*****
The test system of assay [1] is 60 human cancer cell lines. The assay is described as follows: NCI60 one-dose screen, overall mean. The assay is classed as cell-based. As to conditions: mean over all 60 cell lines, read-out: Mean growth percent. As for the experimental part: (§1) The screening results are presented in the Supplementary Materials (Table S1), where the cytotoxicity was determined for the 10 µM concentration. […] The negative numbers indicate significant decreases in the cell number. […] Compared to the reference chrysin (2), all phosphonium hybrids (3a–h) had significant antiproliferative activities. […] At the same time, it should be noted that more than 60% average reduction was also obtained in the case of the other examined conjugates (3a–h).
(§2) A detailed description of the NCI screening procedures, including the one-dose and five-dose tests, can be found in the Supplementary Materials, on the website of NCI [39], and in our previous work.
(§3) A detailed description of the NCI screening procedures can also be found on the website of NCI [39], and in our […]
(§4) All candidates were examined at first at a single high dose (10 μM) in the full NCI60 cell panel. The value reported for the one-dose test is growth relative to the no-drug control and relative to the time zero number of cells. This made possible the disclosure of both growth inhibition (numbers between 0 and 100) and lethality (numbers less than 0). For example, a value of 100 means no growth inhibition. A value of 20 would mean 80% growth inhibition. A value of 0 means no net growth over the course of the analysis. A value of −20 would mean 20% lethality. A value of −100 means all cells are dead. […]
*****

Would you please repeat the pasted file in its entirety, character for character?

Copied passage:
The test system of assay [1] is 60 human cancer cell lines. The assay is described as follows: NCI60 one-dose screen, overall mean. The assay is classed as cell-based. As to conditions: mean over all 60 cell lines, read-out: Mean growth percent. As for the experimental part: (§1) The screening results are presented in the Supplementary Materials (Table S1), where the cytotoxicity was determined for the 10 µM concentration. […] The negative numbers indicate significant decreases in the cell number. […] Compared to the reference chrysin (2), all phosphonium hybrids (3a–h) had significant antiproliferative activities. […] At the same time, it should be noted that more than 60% average reduction was also obtained in the case of the other examined conjugates (3a–h).
(§2) A detailed description of the NCI screening procedures, including the one-dose and five-dose tests, can be found in the Supplementary Materials, on the website of NCI [39], and in our previous work.
(§3) A detailed description of the NCI screening procedures can also be found on the website of NCI [39], and in our […]
(§4) All candidates were examined at first at a single high dose (10 μM) in the full NCI60 cell panel. The value reported for the one-dose test is growth relative to the no-drug control and relative to the time zero number of cells. This made possible the disclosure of both growth inhibition (numbers between 0 and 100) and lethality (numbers less than 0). For example, a value of 100 means no growth inhibition. A value of 20 would mean 80% growth inhibition. A value of 0 means no net growth over the course of the analysis. A value of −20 would mean 20% lethality. A value of −100 means all cells are dead. […]